Saturday, January 28, 2006
Barbwire and HESCOs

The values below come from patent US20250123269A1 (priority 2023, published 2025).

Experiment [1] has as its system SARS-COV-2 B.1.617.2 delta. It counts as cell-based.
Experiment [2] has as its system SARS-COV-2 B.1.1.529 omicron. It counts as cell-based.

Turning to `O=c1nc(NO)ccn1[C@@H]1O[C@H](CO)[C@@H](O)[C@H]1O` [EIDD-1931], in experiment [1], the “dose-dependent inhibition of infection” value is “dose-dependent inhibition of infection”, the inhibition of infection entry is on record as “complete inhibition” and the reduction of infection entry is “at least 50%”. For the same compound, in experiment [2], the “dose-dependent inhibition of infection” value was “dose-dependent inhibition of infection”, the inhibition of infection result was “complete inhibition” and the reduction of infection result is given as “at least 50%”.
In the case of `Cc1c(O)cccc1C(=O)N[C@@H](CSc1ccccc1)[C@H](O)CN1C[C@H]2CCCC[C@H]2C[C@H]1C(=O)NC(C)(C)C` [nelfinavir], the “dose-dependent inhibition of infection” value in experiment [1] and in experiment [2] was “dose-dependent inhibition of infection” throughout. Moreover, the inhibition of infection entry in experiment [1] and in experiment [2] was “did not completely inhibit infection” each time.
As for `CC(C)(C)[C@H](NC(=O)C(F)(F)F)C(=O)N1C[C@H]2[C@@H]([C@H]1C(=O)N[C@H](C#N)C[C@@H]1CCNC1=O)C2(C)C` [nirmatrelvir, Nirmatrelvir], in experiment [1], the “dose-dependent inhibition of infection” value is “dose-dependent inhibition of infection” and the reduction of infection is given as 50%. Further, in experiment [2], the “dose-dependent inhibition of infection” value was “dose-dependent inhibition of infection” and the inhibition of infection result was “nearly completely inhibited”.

This is an image which is played out over and over both here and in Afghanistan; combat engineers putting out barbwire and setting up HESCO barriers. HESCOs are large light gray foursquare bags, fitted into wire mesh receptacles and then filled with dirt. Think of a paper grocery bag with its top edges folded over lining a trash can. Urban legend has it that each HESCO is incredibly expensive. Based on the rumors, which I won't repeat, anyone who invested in their namesake company prior to 9/11 is standing in high cotton. Inside the perimeter of these HESCO fortresses a thick blanket of gravel is laid down over the dirt. As a result inside the wire one develops a certain way of walking, much like the bowlegged gait used when strolling across soft deep sand at the beach. The crunch of boots trodding over golfball size rocks is the basic soundtrack of life here. The engineers wear thick leather gloves when unrolling and laying out barbwire. What you see here is a Marine creating a manageable skein of wire from a dense heavy mother spool. Somewhere in a cargo pocket out of sight is a heavy duty wire cutter. Having a good wire cutter readily available is a necessity for another reason. Barbwire is virtually invisible at night through NVGs(night vision goggles)and just about every Marine and soldier in Iraq can relate episodes where yards of it has wrapped itself around the axle and tires of an unsuspecting HUMVEE or 7 ton truck creating hideously confounding Gordian knots. Like Alexander the Great's response to Gordius' challenge there's only one solution(usually discovered after a futile attempt at backing up has geometrically compounded the problem)available to the Marines, cut, cut and cut some more.